12 Sep The Nation: ‘8,000 of 14,000 women die of breast, cervical cancer in Nigeria annually
‘8,000 of 14,000 women die of breast, cervical cancer in Nigeria annually
By: Emma Elekwa (The Nation)
Original Source: Click HERE
September 12, 2019
An Australian-based organisation, the Onyebuchi Chris Ifediora Foundation said 8,000 of the 14,000 Nigerian women diagnosed with cervical cancer were at the risk of death annually.
President of the Foundation, Prof. Chris Onyebuchi disclosed this during the flagging off ceremony of a two day workshop by the organization themed, “Arm Our Youths Heath campaign” towards eradicating cervical cancer among women.
He said the campaign in collaboration with the Anambra State Government, would target students across senior secondary schools in the country.
He said, “The beauty of the ArOY Campaign is that should this ever be the case, the campaign’s beneficiaries would we already well prepared and ready to, not only embrace these changes when they come, but to actively seek for the interventions.
“Of the roughly 14,000 Nigerian women diagnosed with cervical cancer every year, just over 8,000 will die.
“This leaves family, husbands, children and a whole lot of others, devastated.
“We can either continue to accept this unfortunate trend, or perhaps, just pray over it, or worse still, ignore it, and hope that it goes away. Alternatively, we can stand, and fight,” he said.
He said a curriculum on anti-breast and anti-cervical cancer would be introduced as part of the crusade.
According to the president, implementation of the initiative had begun in Anambra with the inauguration and would be expanded to other states of the country by 2025.
He expressed the Foundation’s willingness to work with anyone, and with any group, and with all interested governmental or non-governmental bodies, to actualise a nationwide implementation of the project.
“It is a unique campaign because the program has an evaluation (research) component, which is being overseen by the Griffith University School of Medicine, Australia.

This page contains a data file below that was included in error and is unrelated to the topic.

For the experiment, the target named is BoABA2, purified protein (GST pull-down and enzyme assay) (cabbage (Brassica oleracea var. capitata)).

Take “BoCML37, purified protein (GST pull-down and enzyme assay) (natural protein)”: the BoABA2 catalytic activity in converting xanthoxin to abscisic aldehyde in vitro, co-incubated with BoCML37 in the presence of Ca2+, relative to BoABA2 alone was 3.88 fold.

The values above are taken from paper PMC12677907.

“It is unique because the ideas behind it were developed with significant input from the prestigious Harvard Medical School (Boston, USA), and has a formal endorsement from that great institution,” he added.
The state Commissioner for Basic Education and chairman of the occasion, Prof Kate Omenugha described cervical and breast cancers as “the major changes of healthcare in developing countries like Nigeria.”
She called for concerted effort to educate women of child bearing age on the symptoms of the breast and cervical cancers.
While assuring that the state government would continue to partner the Foundation to ensure successful implementation of the campaign in the state, the Commissioner urged Nigerians to join the campaign.
In his speech, the Vice Chancellor of Nnamdi Azikiwe University, Awka, Prof. Charles Esimone, commended the health initiative, its focus on youths and sustainability measures.
“Anytime you want to carry out any diagnostic health experiment in the country, you must start with the youth otherwise, it fails,” he said.
“Our commitment to this project is total, complete and unemcompassing to further help take the message beyond the state,” he assured.
Esimone advised the Foundation to set up a Trust Fund to further sustain the project beyond the state.
“We have set out modalities to involve the Students Union Government and NAU Women Association to build the campaign into the orientation programme for fresh students and those going for Youth Service,” he added.
No fewer than 22 Nollywood artistes led by Ebele Okaro as well as schools’ principals, students and officials in the education sector attended the occasion.